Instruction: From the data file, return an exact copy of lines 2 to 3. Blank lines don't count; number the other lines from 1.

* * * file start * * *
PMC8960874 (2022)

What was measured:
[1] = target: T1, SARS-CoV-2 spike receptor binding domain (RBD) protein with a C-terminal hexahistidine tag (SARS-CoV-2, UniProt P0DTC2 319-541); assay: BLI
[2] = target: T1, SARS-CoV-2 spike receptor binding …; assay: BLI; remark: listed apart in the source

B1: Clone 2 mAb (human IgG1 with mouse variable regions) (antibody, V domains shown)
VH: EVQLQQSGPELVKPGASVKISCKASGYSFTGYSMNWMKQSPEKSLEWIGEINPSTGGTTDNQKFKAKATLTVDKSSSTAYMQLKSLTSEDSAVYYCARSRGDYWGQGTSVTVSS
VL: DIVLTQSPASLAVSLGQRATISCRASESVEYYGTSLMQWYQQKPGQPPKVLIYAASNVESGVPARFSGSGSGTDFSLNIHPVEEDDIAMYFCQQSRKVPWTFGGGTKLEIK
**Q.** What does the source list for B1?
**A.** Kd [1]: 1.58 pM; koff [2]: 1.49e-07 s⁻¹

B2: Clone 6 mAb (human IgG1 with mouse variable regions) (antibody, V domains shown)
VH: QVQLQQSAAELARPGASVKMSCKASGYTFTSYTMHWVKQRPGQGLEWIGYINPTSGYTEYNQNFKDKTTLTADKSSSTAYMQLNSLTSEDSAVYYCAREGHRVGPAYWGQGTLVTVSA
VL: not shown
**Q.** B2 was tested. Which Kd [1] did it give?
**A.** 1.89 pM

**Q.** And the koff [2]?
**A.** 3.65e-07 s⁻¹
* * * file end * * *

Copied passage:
What was measured:
[1] = target: T1, SARS-CoV-2 spike receptor binding domain (RBD) protein with a C-terminal hexahistidine tag (SARS-CoV-2, UniProt P0DTC2 319-541); assay: BLI